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Harsh, detailed review of courts’ administrative agency

The burgeoning growth of the state courts’ staffing agency, coupled with a lack of candor and overlapping responsibilities, has resulted in a bloated agency that needs to be downsized and better focused, according to a harshly critical report from a special committee appointed by state Supreme Court Chief Justice Tani Cantil-Sakauye.

The panel, composed of judges and government staffing experts, said the Administrative Office of the Courts has “become dysfunctional in many ways. A fundamental overhaul of the agency’s organizational structure is needed.”

The AOC is the staff arm of the courts and answers to the Judicial Council, which is headed by the chief justice. The AOC began in 1961 with 18 workers. Some 30 thirty years later, in 1992, it had 225 employees. It currently has 1,100 employees.

“The sheer size and growth of the AOC were among the most dominant and consistent concerns that surfaced throughout the course of this review,” the Strategic Evaluation Committee said in its 298-page report.

“From a staff of under 300 in 1992, to a staffing level of approximately 430 ten years later, to a total staff level over 1,100 in the 2010–2011 fiscal year, the AOC experienced steady growth in its workforce. To be certain, some of the growth was justifiable and attributable to the monumental transformation of the judicial branch that began in the late 1990s. Compounding the perception that the AOC has grown too large is that it has not been credible and transparent in public and private statements it has made concerning its growth. The development of an oversized staff has resulted in inefficiencies because of overlapping or duplicative responsibilities. The organization needs to be right-sized and become more focused on mandatory and core functions.”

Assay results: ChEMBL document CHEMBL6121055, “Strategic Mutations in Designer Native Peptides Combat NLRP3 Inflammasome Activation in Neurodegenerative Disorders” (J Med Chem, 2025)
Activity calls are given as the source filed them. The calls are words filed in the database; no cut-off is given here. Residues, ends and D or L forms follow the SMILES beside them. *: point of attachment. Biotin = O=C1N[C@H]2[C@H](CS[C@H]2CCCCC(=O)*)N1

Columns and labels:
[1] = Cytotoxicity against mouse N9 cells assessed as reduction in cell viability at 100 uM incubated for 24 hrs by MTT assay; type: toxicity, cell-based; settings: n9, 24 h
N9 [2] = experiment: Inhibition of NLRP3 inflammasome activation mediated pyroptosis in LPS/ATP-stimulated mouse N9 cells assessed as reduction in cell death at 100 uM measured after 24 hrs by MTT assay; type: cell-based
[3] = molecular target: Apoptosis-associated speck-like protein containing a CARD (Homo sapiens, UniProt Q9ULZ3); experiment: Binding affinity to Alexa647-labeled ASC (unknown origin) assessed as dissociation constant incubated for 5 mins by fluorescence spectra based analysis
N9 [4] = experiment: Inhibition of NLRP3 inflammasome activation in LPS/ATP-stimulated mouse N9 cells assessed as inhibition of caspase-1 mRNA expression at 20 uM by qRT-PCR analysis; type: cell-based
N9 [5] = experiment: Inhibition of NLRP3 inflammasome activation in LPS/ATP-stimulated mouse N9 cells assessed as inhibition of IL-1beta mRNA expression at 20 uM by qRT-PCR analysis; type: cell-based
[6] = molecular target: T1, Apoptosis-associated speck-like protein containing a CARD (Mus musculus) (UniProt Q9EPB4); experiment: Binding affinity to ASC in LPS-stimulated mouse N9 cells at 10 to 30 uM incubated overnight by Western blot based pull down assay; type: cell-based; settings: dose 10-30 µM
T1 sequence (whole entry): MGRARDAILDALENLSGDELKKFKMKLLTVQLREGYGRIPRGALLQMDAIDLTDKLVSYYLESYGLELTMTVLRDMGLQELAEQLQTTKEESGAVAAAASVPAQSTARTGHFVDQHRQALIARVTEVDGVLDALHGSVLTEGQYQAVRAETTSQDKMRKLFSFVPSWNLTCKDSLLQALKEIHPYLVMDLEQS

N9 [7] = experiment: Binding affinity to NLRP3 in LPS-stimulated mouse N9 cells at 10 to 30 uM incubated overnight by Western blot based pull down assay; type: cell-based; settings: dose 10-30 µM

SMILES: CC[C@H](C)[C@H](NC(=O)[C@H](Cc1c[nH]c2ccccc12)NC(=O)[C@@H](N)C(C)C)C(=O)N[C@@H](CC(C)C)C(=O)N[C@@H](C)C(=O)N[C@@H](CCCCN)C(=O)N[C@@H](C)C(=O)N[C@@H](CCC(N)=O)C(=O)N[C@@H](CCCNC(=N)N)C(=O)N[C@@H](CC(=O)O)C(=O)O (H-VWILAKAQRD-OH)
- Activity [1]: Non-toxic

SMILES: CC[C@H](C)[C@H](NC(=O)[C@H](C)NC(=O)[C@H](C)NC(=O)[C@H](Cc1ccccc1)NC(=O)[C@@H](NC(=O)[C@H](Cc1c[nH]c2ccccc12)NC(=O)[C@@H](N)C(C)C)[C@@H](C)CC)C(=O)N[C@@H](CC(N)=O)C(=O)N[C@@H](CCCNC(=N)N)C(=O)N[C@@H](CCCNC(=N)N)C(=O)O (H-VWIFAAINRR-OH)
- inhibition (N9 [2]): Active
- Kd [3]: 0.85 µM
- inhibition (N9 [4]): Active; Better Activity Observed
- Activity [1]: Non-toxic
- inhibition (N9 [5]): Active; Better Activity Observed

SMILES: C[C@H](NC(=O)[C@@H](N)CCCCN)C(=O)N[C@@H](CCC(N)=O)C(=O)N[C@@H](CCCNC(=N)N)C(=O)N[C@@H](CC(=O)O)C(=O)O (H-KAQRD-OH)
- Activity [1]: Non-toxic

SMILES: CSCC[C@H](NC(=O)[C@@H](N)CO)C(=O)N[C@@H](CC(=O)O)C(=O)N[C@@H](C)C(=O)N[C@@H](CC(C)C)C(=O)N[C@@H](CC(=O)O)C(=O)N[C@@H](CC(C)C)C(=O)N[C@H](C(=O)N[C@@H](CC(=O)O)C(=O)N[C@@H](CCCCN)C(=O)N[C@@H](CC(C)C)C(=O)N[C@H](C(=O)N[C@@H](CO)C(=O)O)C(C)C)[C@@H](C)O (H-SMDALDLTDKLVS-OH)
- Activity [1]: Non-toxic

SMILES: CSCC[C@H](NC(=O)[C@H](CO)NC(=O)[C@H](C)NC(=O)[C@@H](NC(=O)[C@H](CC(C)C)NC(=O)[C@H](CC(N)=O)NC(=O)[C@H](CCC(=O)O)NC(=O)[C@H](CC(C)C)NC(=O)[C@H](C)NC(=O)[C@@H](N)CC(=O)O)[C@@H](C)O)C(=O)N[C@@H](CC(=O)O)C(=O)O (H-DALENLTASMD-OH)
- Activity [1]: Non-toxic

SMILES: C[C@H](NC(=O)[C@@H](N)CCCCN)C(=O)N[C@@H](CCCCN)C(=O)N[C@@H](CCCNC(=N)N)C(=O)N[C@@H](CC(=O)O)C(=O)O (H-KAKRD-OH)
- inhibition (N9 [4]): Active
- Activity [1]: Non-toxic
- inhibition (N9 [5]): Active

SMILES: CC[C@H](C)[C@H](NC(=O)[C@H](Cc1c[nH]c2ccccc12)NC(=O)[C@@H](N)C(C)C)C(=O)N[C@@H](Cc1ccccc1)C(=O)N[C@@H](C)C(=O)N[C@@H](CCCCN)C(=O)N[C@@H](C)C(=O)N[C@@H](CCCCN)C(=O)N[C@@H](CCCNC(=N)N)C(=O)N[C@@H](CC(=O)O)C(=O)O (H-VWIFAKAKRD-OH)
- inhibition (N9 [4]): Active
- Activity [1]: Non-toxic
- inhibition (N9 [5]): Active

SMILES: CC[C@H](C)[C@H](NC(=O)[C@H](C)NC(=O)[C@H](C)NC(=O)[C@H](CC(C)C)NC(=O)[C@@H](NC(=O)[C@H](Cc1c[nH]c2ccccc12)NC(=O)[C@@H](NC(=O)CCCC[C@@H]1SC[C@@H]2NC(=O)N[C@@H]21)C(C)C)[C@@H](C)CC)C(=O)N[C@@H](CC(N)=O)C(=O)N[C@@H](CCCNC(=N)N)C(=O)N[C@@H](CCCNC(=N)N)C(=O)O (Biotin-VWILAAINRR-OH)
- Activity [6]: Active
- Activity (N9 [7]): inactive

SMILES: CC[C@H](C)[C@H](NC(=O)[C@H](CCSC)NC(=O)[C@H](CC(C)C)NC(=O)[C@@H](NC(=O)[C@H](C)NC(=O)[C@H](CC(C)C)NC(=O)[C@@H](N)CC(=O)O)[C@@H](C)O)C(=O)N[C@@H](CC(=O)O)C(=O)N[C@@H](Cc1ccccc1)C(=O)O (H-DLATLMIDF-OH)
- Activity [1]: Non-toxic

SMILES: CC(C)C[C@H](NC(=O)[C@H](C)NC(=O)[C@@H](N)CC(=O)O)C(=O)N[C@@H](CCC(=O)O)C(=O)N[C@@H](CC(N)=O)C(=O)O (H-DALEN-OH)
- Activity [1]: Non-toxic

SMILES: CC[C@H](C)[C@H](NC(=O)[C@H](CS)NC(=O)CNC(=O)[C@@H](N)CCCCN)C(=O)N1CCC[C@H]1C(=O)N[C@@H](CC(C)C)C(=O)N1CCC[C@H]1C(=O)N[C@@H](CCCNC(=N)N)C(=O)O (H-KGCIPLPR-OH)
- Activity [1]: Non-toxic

The entire report is available here.

Cantil-Sakauye, who appointed the committee two months after taking office, said in a written statement released by the AOC that she hasn’t “been able to fully digest this voluminous report with its approximately 120 recommendations, but it’s clear how much thought and work went into it. I thank the committee for their great public service.”

“The committee’s information is a snapshot in time about the AOC,” she added. “For instance, it points out that there were 1,100 employees, which include contractors and temporary employees. As of June 30th, the AOC will have approximately 860 employees, including contractors and temporary employees, and further reductions are planned. Even though all of the information the committee reports may not be current, due to the 12 percent budget reduction to the AOC, I decided to release the report today in the interest of transparency, and for the judicial branch to begin the all-important dialogue about how we move forward with these recommendations.”

The report intensifies a long-standing dispute between the AOC and a number of judges who have complained about the AOC’s administrative control. The dissident group, the Alliance of California Judges, has sought greater autonomy for local courts, especially in fiscal decisions.

The committee’s report comes at a critical time for the courts’ administrative system, which came under fire because of a costly, trouble-plagued computer system. Budget cuts already have forced staff layoffs – 180 people in the latest round through the end of next month – and more are all but certain if the state’s budget numbers deteriorate further.

Over the years, changes in the courts’ funding and organization were approved in Sacramento and the AOC responded to those external changes.

However, the “the internal management and growth of the AOC largely went unmonitored. The top-level decision making process of the AOC became insular, with a top-down management style limiting input from those within the organization…. Many of the problems associated with the growth and increased control by the AOC went largely unnoticed during the period when funding to the judicial branch was sufficient and stable. However, as the global and California economies suffered downturns, the state’s budget deficits mounted and the judicial branch sustained unprecedented budget cuts,” the report said.


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